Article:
For some, Thanksgiving marks the beginning of the holiday season, and is full of food, family, and shopping. Was it always this way?
How did Thanksgiving come about in the U.S.? Why do we celebrate it in November?
Our first president, George Washington, issued a proclamation that named Thursday, November 16, 1789, as a “Day of Publick Thanksgivin,” which was the first Thanksgiving celebrated under the new U.S. Constitution. Subsequent presidents would issue proclamations, but they failed to keep any real continuity until President Abraham Lincoln’s 1863 Proclamation scheduled Thanksgiving as the last Thursday of November.
Then, in 1939, President Franklin D. Roosevelt moved Thanksgiving to the second to last Thursday of November to lengthen the Christmas shopping season, but not all states agreed, so for a couple of years, two different days were celebrated as Thanksgiving across the nation. This is when Congress finally got involved and established the holiday as the fourth Thursday in November.
Happy Turkey Day
Turkey has long been a major part of Thanksgiving, but what about that pardoned turkey from the White House? Is he really issued a pardon?
The first president to issue an “official pardon” for the turkey presented to him was George H. W. Bush in 1989. Before that, other presidents would spare a lucky bird, but President Bush was the first to officially pardon one by saying, “But let me assure you, and this fine tom turkey, that he will not end up on anyone’s dinner table, not this guy—he’s granted a Presidential pardon as of right now—and allow him to live out his days on a children’s farm not far from here.”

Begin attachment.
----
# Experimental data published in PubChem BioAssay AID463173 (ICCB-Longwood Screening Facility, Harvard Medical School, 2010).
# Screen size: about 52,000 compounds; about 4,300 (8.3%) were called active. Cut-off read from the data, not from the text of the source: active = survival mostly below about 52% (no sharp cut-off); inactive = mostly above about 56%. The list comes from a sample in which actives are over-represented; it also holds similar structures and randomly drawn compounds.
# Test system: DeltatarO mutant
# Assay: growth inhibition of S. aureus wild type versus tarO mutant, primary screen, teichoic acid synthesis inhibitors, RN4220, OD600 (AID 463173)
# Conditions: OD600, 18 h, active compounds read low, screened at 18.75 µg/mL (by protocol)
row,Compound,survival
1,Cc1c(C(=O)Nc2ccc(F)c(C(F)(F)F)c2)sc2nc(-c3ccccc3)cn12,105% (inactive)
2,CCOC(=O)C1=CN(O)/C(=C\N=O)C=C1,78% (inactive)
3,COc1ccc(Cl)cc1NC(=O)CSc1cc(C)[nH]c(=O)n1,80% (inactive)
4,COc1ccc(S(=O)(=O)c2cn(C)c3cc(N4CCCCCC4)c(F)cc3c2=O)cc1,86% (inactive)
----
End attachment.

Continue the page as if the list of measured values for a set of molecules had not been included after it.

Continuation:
Celebrate the Good Times!
Not all turkeys are so lucky, though, and with all that family around, it’s common to have an adult beverage or two with your meal. Just make sure you stock up before Thanksgiving Day.
The Texas Alcoholic Beverage Commission (aka the TABC) is the state agency tasked with maintaining the rules and statutes for alcohol sales in Texas. No person in Texas can sell, offer for sale, or deliver any liquor on Sundays, Thanksgiving Day, Christmas Day, or New Year’s Day.
Astute readers will notice that the previous paragraph refers to liquor only. The rules are different for beer and wine, which may be purchased on Thanksgiving Day, Christmas Day, and New Year’s Day (assuming the retailers are open). However, if one of those holidays falls on a Sunday, you must wait until after noon to purchase beer and wine.
But Stay Safe
This year has brought the COVID-19 pandemic, and along with it are many rules and regulations about gathering sizes. Be sure to check local and state gathering limitations and be aware of the CDC guidelines before you host Thanksgiving dinner or travel.
We know that this year has brought about new trials and tribulations, but we pray that you will join with us this year to be thankful for what you have. From all of us at Matthew Harris Law, we hope you have a Happy Thanksgiving!
–Authored by Emily D. Walterscheid, PP, PLS,
Matthew Harris Law, PLLC – Civil Litigation Division
1001 Main Street, Suite 200, Lubbock, Texas, 79401-3309
Tel: (806) 702-4852 | Fax: (800) 985-9479